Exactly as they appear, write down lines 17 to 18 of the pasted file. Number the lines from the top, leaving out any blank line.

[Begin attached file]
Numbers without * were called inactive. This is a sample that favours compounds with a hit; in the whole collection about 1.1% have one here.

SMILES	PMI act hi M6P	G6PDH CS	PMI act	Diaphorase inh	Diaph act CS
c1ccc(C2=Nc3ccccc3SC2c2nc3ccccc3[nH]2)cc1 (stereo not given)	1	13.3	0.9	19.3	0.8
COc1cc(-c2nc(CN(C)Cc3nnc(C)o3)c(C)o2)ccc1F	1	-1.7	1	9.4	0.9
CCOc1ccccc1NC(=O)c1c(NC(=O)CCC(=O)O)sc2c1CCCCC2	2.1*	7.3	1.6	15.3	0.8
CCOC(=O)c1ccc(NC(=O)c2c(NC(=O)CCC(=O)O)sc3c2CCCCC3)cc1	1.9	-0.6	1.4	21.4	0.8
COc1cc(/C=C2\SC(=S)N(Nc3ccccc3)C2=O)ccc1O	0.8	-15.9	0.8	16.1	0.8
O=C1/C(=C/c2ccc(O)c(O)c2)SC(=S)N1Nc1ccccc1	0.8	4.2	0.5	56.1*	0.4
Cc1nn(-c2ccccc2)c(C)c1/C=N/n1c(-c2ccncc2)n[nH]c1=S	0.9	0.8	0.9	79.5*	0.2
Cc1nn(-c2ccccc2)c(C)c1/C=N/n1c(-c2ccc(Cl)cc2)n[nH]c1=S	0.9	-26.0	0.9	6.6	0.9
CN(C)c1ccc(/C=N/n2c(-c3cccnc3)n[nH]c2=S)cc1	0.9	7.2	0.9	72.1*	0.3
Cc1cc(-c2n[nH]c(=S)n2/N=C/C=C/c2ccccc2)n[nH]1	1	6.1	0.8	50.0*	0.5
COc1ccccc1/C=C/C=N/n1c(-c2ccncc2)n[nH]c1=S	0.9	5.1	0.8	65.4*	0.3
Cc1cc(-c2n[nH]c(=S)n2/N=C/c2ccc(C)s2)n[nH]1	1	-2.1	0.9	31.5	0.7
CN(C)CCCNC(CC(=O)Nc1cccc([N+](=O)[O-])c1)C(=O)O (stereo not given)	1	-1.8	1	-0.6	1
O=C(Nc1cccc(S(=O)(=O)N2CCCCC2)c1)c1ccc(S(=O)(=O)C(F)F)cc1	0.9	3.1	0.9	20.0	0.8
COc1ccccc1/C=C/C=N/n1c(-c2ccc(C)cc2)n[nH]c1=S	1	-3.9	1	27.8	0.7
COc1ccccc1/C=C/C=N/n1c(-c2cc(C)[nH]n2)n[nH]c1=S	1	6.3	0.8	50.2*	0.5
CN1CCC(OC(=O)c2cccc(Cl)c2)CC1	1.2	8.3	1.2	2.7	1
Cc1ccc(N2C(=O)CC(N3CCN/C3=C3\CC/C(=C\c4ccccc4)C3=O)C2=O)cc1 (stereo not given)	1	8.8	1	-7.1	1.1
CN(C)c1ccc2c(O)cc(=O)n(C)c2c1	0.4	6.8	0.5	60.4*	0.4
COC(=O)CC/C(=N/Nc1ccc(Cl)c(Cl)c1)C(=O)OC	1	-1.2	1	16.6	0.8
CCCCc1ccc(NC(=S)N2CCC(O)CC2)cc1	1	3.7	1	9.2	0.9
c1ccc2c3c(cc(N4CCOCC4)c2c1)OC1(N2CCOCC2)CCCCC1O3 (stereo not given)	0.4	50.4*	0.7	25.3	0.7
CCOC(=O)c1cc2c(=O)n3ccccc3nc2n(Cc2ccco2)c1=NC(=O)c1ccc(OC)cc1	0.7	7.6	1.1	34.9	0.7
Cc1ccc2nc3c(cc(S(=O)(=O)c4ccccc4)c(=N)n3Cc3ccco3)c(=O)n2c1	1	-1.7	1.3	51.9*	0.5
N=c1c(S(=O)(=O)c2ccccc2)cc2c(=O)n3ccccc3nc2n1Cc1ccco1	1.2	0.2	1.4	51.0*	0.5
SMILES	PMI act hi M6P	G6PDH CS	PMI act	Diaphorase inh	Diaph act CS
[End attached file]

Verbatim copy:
COc1ccccc1/C=C/C=N/n1c(-c2ccc(C)cc2)n[nH]c1=S	1	-3.9	1	27.8	0.7
COc1ccccc1/C=C/C=N/n1c(-c2cc(C)[nH]n2)n[nH]c1=S	1	6.3	0.8	50.2*	0.5